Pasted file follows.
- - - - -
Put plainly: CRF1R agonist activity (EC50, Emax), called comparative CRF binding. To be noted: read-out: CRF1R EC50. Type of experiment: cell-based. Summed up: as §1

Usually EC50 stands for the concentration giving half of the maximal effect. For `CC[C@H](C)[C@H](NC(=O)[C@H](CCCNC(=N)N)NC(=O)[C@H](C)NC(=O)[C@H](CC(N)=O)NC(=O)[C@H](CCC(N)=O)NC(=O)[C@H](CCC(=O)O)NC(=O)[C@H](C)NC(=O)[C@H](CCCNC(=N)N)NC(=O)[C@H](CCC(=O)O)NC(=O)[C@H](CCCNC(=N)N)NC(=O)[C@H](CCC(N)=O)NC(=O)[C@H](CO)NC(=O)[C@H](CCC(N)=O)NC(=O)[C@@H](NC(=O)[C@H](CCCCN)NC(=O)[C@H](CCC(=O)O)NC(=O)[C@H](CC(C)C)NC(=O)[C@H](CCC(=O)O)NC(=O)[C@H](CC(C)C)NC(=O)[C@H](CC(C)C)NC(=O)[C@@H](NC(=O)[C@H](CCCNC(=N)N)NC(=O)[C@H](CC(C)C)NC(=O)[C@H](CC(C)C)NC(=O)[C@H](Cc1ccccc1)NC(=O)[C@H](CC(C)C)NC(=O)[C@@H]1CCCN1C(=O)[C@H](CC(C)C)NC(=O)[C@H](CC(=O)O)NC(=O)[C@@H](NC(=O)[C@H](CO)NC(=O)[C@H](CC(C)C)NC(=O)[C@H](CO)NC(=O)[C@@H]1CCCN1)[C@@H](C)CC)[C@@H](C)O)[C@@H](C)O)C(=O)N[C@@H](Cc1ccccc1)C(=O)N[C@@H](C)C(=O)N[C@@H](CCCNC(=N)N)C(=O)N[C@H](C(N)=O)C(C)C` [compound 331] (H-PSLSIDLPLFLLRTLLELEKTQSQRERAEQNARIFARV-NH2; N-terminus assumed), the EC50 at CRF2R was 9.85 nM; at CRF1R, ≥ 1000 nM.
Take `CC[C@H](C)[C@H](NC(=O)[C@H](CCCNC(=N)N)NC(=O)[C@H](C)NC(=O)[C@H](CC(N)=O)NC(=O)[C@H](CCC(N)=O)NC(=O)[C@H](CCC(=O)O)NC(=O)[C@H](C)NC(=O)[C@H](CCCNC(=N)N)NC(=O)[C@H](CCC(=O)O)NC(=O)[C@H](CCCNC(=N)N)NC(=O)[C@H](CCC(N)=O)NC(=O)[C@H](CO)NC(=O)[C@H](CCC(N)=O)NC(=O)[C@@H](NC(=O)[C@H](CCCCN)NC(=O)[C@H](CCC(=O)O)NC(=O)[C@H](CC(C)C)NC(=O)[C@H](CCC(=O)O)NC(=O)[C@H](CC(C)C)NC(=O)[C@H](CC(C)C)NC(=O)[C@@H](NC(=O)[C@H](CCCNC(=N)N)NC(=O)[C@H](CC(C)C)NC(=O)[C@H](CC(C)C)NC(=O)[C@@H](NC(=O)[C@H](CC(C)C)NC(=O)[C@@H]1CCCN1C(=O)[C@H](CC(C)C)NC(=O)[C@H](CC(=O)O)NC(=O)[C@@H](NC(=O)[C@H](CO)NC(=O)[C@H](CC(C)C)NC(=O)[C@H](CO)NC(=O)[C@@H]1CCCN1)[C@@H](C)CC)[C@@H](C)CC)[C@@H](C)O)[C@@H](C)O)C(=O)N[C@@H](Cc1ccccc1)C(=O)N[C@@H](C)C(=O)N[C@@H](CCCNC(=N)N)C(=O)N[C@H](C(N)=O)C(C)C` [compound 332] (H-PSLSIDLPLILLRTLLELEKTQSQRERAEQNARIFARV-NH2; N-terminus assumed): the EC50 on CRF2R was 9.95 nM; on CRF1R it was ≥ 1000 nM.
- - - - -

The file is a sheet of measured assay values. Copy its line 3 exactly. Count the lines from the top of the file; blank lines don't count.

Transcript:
Take `CC[C@H](C)[C@H](NC(=O)[C@H](CCCNC(=N)N)NC(=O)[C@H](C)NC(=O)[C@H](CC(N)=O)NC(=O)[C@H](CCC(N)=O)NC(=O)[C@H](CCC(=O)O)NC(=O)[C@H](C)NC(=O)[C@H](CCCNC(=N)N)NC(=O)[C@H](CCC(=O)O)NC(=O)[C@H](CCCNC(=N)N)NC(=O)[C@H](CCC(N)=O)NC(=O)[C@H](CO)NC(=O)[C@H](CCC(N)=O)NC(=O)[C@@H](NC(=O)[C@H](CCCCN)NC(=O)[C@H](CCC(=O)O)NC(=O)[C@H](CC(C)C)NC(=O)[C@H](CCC(=O)O)NC(=O)[C@H](CC(C)C)NC(=O)[C@H](CC(C)C)NC(=O)[C@@H](NC(=O)[C@H](CCCNC(=N)N)NC(=O)[C@H](CC(C)C)NC(=O)[C@H](CC(C)C)NC(=O)[C@@H](NC(=O)[C@H](CC(C)C)NC(=O)[C@@H]1CCCN1C(=O)[C@H](CC(C)C)NC(=O)[C@H](CC(=O)O)NC(=O)[C@@H](NC(=O)[C@H](CO)NC(=O)[C@H](CC(C)C)NC(=O)[C@H](CO)NC(=O)[C@@H]1CCCN1)[C@@H](C)CC)[C@@H](C)CC)[C@@H](C)O)[C@@H](C)O)C(=O)N[C@@H](Cc1ccccc1)C(=O)N[C@@H](C)C(=O)N[C@@H](CCCNC(=N)N)C(=O)N[C@H](C(N)=O)C(C)C` [compound 332] (H-PSLSIDLPLILLRTLLELEKTQSQRERAEQNARIFARV-NH2; N-terminus assumed): the EC50 on CRF2R was 9.95 nM; on CRF1R it was ≥ 1000 nM.